Written and directed by genre veterans David and Àlex Pastor, Bird Box: Barcelona moves at a brisker pace than its fairly languid 2018 predecessor, getting to the shock of its opening reveal about Sebastián’s nature and then galloping toward the next set piece of mass death as quickly as possible. In this single respect, I would argue it improves on the 2018 film, which often stalled for time in its claustrophobic sets where great actors tended to repeat the same scene several times over.

However, the 2018 film, which was directed by Susanne Bier, had a lot of great actors; the 2023 edition’s ensemble is also nothing to sneer at, but it is populated more with character thespians and up-and-comers than box office favorites. In fact, the film appears to have been shot before Campbell broke out in last year’s Barbarian. Babylon discovery Diego Calva also appears in a much smaller, paper thin role. But then all the roles are fairly flat; they’re stock characters who might round out the background zombie fodder in any episode of The Walking Dead or The Last of Us, and most of them don’t add anything to the film other than excuse for gore effects.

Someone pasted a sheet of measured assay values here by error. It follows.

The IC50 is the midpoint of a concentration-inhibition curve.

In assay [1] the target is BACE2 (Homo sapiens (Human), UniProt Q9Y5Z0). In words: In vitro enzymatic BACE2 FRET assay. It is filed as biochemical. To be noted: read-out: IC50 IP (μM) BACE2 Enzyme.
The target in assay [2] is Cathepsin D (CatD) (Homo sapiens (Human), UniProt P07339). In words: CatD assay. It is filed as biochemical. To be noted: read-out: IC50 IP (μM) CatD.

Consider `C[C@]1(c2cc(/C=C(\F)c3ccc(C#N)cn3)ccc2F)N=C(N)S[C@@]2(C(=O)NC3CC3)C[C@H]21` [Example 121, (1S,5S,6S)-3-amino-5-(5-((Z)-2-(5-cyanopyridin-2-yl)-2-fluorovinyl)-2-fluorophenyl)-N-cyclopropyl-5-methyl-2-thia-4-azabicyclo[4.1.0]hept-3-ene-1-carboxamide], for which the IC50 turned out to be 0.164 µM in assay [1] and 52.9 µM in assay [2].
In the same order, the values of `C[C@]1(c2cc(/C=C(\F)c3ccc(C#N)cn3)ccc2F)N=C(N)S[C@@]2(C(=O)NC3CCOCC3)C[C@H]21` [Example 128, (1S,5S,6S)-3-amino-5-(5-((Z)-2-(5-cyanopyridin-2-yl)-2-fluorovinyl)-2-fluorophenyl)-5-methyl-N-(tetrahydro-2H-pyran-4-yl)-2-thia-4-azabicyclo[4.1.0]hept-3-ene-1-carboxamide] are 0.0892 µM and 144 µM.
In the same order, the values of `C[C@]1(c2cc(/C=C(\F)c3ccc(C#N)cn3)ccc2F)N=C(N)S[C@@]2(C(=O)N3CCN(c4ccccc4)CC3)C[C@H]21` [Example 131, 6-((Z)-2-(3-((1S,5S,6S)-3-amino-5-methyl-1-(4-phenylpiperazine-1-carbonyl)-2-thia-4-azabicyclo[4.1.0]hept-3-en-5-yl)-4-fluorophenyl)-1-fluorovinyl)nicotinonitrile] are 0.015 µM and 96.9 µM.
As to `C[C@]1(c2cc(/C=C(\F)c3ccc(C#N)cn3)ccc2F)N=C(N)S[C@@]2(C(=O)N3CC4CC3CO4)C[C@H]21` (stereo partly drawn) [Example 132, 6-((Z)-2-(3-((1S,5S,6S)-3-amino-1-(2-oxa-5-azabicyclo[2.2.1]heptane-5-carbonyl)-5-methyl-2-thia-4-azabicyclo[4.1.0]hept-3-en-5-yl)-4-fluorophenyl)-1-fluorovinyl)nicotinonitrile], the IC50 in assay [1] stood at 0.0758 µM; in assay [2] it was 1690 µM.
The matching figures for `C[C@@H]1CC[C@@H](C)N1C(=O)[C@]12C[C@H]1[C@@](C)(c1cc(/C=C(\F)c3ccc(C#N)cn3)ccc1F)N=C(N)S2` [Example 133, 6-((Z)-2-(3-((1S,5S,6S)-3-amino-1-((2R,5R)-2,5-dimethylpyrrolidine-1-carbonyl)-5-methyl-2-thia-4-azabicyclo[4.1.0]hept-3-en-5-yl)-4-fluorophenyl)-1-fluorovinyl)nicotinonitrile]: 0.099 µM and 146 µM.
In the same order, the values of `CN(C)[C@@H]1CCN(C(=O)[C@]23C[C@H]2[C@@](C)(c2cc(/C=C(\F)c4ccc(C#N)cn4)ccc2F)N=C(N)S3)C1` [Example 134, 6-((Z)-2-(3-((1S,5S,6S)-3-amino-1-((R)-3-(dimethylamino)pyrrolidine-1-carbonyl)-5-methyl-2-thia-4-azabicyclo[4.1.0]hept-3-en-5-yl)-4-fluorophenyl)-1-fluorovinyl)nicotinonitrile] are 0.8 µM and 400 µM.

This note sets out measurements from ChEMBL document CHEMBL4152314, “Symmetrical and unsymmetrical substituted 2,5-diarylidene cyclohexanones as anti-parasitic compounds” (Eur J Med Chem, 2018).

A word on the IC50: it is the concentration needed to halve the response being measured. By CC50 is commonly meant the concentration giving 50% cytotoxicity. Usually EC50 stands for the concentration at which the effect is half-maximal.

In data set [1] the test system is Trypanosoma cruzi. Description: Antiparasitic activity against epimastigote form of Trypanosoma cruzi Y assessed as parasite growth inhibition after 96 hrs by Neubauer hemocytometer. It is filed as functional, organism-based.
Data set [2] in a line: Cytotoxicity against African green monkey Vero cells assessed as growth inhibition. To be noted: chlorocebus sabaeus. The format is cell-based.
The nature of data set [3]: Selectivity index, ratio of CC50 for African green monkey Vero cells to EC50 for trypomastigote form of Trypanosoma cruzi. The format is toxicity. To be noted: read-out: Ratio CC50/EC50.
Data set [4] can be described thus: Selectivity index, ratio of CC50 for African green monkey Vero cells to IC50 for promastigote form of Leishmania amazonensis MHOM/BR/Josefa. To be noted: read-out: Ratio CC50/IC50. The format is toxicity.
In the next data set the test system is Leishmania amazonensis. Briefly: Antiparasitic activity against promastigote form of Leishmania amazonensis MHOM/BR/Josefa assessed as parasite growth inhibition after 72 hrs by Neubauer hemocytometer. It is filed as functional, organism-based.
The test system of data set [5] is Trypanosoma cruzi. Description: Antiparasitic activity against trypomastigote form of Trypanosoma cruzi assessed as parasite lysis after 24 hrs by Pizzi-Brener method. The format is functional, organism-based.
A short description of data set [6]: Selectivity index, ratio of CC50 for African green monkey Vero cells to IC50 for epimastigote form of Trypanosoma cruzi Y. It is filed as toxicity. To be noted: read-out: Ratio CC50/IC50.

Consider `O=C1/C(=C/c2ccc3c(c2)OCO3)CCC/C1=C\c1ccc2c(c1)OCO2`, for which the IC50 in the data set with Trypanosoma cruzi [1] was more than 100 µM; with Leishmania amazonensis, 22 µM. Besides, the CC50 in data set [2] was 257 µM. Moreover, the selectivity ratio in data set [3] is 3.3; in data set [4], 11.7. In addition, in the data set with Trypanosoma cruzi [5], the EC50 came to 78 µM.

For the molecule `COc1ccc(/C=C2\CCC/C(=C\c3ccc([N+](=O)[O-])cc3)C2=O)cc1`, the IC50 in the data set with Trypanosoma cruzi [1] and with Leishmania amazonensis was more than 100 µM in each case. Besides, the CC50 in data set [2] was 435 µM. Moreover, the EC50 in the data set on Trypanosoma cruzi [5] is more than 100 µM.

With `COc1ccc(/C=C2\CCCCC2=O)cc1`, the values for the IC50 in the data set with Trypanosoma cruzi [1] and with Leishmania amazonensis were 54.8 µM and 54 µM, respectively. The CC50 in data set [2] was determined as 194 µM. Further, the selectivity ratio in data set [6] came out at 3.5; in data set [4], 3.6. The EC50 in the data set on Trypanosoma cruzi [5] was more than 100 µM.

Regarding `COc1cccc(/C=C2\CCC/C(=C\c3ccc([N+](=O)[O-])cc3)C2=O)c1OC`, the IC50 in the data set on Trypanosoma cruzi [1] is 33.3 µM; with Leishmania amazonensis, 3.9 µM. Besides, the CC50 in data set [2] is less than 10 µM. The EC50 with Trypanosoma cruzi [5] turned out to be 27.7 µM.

In this way, Bird Box: Barcelona is both truer to its genre roots and is also likely less appealing to a mainstream audience who might’ve been drawn to the last movie because it was marketed around Bullock playing a strong mama bear. By contrast, much of the creativity in Barcelona seems channeled toward how everyone dies around this film’s cub, with the manner of deaths selected by Sebastián’s early victims being reminiscent of TikTokers obsessed with outdoing what the last bloke did on a boat challenge. You think sticking your face against a speeding tire is hardcore?! Get a load of me!

It’s vaguely reminiscent of the excesses in the Final Destination flicks, which turned slaughter into camp, or even the similarly themed The Happening from M. Night Shyamalan. However, Barcelona is a house divided against itself. It features these grisly demises, yet will likely still leave gorehounds unsatisfied, as the film demurs away from the carnage it unmistakably courts. In this way, the film feels like it’s ashamed of its own instincts, and unsure if it wants to appeal to genre enthusiasts or the multitude of folks who tuned in last time to see why Bullock looked so terrified behind that blindfold.

My hunch is it will appeal to almost no one at all, especially when the third act turns into a tedious retread of the last movie only with a cliffhanger sequel for more Bird Box-ing spinoffs to come. That seems fairly optimistic for such a downer of a series.

Bird Box: Barcelona is streaming now.

The post Bird Box: Barcelona Review: Netflix At Last Has Its Own Final Destination appeared first on Den of Geek.